BEIJING/PARIS (Reuters) - The wife of former Interpol chief Meng Hongwei has hired two law firms to help track down her husband, who has been missing since travelling back to his native China more than a month ago, but China said she had refused offers to talk to him by telephone.
Days after Meng’s wife reported him missing, prompting France to open an inquiry, China said he was under investigation for bribery and other violations. Interpol, based in the French city of Lyon, said Meng had resigned as president.
But no word has been heard from Meng himself since he sent his wife a WhatsApp message on Sept. 25 saying “wait for my call”. Grace Meng said she had decided to retain the law firms in London and Paris to pursue her husband’s case.
“Since my husband disappeared, people from all over the world have asked what they can do to help,” she said in an emailed statement, saying the firm of Marsigny Avocats and UK-based Lindeborg Counsellors had been retained.
“Above all, I urge everyone to raise their voice in asking China to respect our family’s fundamental human rights,” she said. “His disappearance could not be for anything other than political reasons.”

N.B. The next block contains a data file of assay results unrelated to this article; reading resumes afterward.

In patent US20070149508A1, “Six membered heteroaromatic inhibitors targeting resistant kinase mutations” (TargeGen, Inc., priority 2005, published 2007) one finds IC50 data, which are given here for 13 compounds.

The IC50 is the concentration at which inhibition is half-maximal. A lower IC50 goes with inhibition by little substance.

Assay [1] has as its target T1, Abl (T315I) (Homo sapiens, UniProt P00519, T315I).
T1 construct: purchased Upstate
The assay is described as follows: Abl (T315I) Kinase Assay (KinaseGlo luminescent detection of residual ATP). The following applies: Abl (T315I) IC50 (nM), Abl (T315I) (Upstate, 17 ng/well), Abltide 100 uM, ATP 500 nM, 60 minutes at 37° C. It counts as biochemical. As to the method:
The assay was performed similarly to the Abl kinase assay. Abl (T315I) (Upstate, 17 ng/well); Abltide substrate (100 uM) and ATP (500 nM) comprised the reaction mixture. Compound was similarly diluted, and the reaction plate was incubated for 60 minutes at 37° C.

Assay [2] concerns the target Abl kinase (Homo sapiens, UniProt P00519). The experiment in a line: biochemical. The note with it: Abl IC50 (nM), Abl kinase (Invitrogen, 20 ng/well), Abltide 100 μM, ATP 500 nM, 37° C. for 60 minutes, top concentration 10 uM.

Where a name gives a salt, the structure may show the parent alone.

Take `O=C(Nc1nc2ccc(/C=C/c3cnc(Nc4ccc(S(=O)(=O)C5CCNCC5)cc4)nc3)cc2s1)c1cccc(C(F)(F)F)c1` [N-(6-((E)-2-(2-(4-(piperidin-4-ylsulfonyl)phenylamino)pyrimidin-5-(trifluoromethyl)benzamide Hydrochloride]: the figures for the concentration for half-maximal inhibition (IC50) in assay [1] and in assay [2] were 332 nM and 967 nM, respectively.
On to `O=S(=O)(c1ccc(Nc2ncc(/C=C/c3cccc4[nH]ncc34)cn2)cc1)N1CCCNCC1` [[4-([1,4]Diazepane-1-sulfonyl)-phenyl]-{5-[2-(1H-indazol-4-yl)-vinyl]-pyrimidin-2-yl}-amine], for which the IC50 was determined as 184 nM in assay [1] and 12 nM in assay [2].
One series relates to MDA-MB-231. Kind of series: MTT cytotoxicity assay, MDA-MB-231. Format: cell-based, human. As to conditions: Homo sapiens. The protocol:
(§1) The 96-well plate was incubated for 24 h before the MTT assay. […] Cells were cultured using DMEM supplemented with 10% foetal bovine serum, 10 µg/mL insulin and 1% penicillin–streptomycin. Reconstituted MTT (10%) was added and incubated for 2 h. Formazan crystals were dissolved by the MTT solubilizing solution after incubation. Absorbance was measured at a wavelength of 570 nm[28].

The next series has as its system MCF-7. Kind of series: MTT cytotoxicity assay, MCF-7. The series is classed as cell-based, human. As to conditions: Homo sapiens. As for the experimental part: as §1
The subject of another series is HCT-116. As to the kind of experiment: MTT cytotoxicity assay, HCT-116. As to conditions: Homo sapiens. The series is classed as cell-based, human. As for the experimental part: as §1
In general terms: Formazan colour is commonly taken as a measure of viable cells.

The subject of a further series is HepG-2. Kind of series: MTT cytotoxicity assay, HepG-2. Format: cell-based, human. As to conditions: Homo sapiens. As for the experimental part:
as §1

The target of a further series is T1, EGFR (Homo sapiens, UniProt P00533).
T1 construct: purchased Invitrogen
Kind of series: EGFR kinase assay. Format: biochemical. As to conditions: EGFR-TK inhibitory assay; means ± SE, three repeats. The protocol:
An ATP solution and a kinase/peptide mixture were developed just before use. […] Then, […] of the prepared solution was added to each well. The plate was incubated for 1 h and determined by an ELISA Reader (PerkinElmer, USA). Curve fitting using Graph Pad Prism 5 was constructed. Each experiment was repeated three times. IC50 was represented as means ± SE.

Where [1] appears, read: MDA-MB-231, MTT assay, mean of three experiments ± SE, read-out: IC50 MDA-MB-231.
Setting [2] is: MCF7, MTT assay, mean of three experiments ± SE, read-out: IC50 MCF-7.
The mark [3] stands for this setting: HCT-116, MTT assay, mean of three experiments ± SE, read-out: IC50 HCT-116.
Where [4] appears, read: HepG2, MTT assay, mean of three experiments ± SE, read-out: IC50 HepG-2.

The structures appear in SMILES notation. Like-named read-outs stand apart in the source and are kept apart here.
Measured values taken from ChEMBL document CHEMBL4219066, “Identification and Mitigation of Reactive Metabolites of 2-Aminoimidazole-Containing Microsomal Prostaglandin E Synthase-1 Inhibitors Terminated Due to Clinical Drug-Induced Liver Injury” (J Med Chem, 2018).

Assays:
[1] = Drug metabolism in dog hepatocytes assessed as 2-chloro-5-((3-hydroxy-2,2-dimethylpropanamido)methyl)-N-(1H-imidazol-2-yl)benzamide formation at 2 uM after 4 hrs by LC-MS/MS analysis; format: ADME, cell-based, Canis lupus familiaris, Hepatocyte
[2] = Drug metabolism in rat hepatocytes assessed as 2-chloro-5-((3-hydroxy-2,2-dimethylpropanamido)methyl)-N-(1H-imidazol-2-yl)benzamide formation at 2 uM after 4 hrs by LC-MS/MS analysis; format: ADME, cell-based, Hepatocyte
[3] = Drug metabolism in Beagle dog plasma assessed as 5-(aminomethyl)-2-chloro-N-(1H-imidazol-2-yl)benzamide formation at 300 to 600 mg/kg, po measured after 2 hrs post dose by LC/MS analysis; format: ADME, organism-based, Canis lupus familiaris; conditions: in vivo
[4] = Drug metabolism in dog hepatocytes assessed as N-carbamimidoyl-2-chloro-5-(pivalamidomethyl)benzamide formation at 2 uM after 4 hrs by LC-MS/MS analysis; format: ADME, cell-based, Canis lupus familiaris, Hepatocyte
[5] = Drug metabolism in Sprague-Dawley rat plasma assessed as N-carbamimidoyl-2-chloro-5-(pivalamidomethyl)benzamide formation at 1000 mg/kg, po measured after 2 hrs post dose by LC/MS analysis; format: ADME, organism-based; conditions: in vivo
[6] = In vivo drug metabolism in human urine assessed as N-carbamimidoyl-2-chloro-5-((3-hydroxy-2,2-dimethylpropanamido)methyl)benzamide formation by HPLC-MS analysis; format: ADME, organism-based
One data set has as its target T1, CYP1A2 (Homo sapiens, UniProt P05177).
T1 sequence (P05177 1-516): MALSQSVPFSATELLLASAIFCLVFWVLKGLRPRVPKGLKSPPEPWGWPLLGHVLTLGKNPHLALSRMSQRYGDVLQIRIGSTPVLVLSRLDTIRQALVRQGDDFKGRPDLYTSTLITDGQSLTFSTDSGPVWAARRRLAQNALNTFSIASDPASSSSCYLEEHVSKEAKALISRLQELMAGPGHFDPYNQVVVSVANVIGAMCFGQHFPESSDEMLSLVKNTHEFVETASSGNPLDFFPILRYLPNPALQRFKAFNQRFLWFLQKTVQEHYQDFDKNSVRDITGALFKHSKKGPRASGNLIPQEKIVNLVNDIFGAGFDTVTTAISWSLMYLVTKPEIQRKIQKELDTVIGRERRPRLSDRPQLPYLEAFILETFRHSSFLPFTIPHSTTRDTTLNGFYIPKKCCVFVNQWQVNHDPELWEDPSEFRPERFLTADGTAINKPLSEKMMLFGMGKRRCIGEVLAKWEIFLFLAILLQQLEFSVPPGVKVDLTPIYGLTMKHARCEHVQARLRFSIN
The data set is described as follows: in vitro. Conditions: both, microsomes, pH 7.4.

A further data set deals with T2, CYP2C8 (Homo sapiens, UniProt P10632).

It is unclear where Meng, 64, is being held and it has not been possible for Reuters to reach him for comment. It is also unclear if he has been allowed to retain legal representation.
Speaking in Beijing on Tuesday, Chinese Foreign Ministry spokesman Lu Kang said China protects the legitimate rights of all Chinese citizens, no matter what situation they find themselves in.
China has already told his wife that if she wants to contact him by telephone then that can be arranged “at any time”, Lu told a daily news briefing.
“But Meng Hongwei’s wife, on the one hand says she doesn’t know where he is, and on the other hand refuses to contact him by telephone. Why? We don’t know.”
French authorities have said that Meng’s wife and their children are under police protection in Lyon after receiving threats.
Meng, a deputy minister of public security in China, became president of Interpol in late 2016 amid a broader effort by China to secure leadership posts in international organisations.
Presidents of the international police organisation are seconded from their national administrations. They remain in their home post while representing the body.
Reporting by Sudip Kar-Gupta; Additional reporting by Ben Blanchard in Beijing; Editing by Luke Baker and Mark Heinrich